That the Telangana voter opted for a ‘national´ party for the Lok Sabha, and that the BJP managed to increase its share in the state, suggests that further advances may be possible. However, such advance would hinge, in large part, on what the Telangana Rashtra Samithi does in government and in the Lok Sabha. In any case, the state itself is far too new for us to really draw inferences on general trends. The newness of the state and the general advance of the BJP as recorded in the 2019 General Elections, suggests an opportunity for the BJP to break deeper into Telangana. Given that Telangana politics are also linked to Andhra Pradesh and that both states share at least a similar ethnic mix, a BJP gain in Telangana could carpet a path for it into Andhra. This makes the state a very important next frontier for the BJP to focus on.
Moving north-eastwards, we come to the state of Odisha. The state forms a key future frontier for the BJP but in a way that is the opposite of the above two. Instead of being a state that is well-entrenched to resist the BJP’s advance, Odisha seems to be swinging towards the BJP in general, at least for now.
In Odisha, in the 2019 General Election, the local party and former BJP ally, the Biju Janata Dal won 12 of 21 Lok Sabha seats, down from 20 in 2014. At the same time, the BJP won eight seats, up from one in 2014 and none in 2009. In the state assembly elections (also held in 2019), the Biju Janata Dal stood strong, winning 112 seats of 146, showing a modest decrease of 5 seats. The BJP has demonstrated a 13 seat gain, to come to 23 seats in the assembly. The given situation seems to pit the two former allies against each other – one as the local hegemon that must work to maintain its supremacy, and the other as a relatively new upstart whose fortunes will become increasingly depend on dethroning the former.
In general, this keeps Odisha in play with the fortunes of the local force, the Biju Janata Dal, seemingly on a decline and those of the BJP on the rise. From the BJP’s perspective, it should seek to build on its gains and improve its share in Odisha, going forward.
One of the most talked about stories coming out of the 2019 elections has been West Bengal. A former communist stronghold, West Bengal was ruled between 1977 and 2011 by the Communist Party of India-Marxist. The communist rule was upturned by a lesser known and lesser appreciated ‘national’ party of India, Mamata Bannerjee’s All India Trinamool Congress. Within three years, the Trinamool Congress had established footholds in nine other states and seemed truly to have arrived on the national political scene. However, it seems the age of the Trinamool Congress was never to be.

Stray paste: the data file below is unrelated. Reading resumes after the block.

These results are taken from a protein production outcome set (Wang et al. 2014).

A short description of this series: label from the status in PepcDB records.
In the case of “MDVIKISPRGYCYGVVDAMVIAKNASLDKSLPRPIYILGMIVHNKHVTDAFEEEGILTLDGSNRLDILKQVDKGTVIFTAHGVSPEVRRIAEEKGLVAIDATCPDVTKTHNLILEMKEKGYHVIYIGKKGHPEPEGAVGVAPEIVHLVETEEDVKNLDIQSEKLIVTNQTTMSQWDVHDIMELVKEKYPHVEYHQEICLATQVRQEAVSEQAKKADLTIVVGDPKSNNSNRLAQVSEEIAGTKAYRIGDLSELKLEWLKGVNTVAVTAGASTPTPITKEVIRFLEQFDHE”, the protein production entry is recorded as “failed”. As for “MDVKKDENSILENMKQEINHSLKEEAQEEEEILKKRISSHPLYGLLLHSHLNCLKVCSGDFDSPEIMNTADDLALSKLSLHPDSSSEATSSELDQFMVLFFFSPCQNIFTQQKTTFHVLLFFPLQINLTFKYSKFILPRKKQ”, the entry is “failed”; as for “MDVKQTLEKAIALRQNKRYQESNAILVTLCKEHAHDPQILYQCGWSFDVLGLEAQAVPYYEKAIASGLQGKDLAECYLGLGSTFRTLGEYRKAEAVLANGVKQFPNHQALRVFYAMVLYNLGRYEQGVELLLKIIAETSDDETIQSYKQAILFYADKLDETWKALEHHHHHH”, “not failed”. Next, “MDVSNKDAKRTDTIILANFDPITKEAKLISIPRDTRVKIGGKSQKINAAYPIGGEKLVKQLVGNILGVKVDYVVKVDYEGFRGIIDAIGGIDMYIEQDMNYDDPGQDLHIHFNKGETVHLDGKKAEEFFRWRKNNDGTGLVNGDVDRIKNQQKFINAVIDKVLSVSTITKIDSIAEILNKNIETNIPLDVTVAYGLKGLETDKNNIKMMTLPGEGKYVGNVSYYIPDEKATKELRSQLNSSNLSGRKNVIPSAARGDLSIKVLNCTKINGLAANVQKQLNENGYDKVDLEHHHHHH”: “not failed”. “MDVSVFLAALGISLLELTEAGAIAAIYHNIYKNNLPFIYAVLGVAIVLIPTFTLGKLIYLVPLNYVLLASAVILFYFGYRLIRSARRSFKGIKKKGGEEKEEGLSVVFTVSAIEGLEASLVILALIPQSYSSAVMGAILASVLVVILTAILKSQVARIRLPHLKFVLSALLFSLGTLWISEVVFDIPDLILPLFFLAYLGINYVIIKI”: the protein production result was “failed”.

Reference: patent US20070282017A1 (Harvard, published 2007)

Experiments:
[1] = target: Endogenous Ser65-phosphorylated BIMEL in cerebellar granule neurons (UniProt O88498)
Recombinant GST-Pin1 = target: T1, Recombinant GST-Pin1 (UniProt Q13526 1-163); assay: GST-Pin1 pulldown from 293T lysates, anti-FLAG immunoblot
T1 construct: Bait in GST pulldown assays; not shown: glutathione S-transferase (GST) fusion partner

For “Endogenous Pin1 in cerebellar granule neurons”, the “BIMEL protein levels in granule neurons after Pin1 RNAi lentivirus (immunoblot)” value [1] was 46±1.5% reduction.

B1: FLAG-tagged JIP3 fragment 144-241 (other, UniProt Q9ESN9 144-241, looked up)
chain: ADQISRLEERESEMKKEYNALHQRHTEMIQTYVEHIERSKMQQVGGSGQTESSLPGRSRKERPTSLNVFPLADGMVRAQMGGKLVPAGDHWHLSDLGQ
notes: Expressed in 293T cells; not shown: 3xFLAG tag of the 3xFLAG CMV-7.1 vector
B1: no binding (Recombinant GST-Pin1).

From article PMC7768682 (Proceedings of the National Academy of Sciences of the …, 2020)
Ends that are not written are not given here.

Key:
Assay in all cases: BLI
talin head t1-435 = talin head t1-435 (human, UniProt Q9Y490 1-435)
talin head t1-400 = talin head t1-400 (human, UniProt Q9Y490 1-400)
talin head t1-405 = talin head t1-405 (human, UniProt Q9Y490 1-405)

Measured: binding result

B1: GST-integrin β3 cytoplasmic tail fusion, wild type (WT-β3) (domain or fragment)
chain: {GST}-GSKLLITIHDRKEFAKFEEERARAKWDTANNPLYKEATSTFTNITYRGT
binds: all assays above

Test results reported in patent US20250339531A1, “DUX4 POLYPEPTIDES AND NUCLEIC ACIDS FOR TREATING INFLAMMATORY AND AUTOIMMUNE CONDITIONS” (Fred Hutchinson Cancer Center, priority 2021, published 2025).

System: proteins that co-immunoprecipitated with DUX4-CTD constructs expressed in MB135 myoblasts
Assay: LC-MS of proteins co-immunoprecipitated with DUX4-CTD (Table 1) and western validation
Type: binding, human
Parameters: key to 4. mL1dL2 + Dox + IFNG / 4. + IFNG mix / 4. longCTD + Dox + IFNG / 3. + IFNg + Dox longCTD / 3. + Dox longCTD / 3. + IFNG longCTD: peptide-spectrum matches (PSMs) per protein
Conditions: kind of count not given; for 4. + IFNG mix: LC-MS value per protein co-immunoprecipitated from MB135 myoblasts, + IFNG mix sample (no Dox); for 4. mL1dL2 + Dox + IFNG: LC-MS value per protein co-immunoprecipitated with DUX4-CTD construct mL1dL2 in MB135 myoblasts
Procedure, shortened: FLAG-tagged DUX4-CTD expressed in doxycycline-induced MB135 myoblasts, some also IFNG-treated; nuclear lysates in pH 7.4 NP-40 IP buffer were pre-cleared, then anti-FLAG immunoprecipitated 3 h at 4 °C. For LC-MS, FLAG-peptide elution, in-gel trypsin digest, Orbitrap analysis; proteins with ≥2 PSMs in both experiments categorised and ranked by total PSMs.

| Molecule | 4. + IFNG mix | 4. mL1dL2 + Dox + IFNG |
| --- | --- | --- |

In the 2019 General Election, it could only win 22 of 42 Lok Sabha seats, recording a reduction of 12. At the same time, the communists got completely wiped out and the Congress could only secure two seats. However, the BJP made an impressive showing, winning 18 seats, a gain of 16 seats in just five years. It would seem that instead of the Trinamool Congress becoming a third national force, it is already sinking with the BJP becoming a very potent opposition to it.
The next state assembly elections are due in 2021. For now, the Trinamool Congress holds a powerful majority in the state assembly, controlling 208 of 295 seats. The BJP tally rests at a meager 10 seats. However, the 2019 elections show that the BJP is a new force in West Bengal. The BJP should, in principle, be working overtime to expand its influence in the upcoming 2021 state elections as its next major step in its overall conquest of West Bengal.
The ‘Seven Sisters’ in India’s northeast have long been eyed by the BJP with some greed. The region has 25 Lok Sabhaseats up for grabs. Of these, the BJP has won 13 – up from 8 in 2014. In addition, the BJP sits on the government benches in three of seven states, and is part of the ruling coalition in Manipur. What remains is controlled by a flurry of very small regional, often ethno-nationalist and left-leaning parties. Interestingly, the region used to have substantive Congress presence. This has all but been wiped out. For the first time in the history of India, the Congress is not part of a single state government in the region.
Conversely, if recent experience is anything to go by, then, broadly speaking, the share of a ‘national’ party like the Congress has been taken by the BJP, which suggests a growing influence of the same. It is likely that the BJP will continue to consolidate its hold over the northeast. In particular, it must move into the Sikkim, Nagaland, Mizoram and Meghalaya enclaves to seriously dent influence of local regional parties. It has done so elsewhere in the region and should attempt to do so in these states. Having said that, doing so would be tough as the local parties are deeply entrenched here, balancing their buoyancy on decades of neglect by the Center. This keeps the Northeast in play as a prized object of the BJP’s expansionary ambitions.
Thus, we have completed our marathon coverage of India’s political map. I have highlighted key states that are likely to witness major battles for India between the BJP and other parties. In this, what is really at stake is a truly diverse, pluralistic India that is now threatened by the so-called saffron tide. How will the disparate and complex politics of India’s many varied regions play out? Will the singularistic worldview of the Right-wing, nationalist BJP win over what remains of formerly mosaic-like plurality of India? That is what, for us, time will tell.